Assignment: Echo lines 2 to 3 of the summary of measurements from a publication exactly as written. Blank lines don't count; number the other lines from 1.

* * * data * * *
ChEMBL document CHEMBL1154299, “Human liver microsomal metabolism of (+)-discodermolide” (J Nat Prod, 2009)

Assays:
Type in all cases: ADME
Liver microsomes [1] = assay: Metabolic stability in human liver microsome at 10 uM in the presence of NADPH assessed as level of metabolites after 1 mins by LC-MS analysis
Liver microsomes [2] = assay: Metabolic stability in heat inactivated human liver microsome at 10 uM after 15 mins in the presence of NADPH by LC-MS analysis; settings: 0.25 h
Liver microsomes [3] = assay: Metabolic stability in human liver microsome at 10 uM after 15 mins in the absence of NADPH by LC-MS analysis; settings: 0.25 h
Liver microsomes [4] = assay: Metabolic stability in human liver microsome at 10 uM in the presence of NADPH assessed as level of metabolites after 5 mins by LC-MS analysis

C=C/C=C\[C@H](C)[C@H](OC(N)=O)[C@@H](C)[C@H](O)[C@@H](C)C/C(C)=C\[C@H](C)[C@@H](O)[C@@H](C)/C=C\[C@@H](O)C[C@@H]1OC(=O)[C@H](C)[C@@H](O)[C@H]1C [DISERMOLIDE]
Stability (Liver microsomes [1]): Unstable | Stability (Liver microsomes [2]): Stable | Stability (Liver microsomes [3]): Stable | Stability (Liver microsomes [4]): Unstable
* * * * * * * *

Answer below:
Assays:
Type in all cases: ADME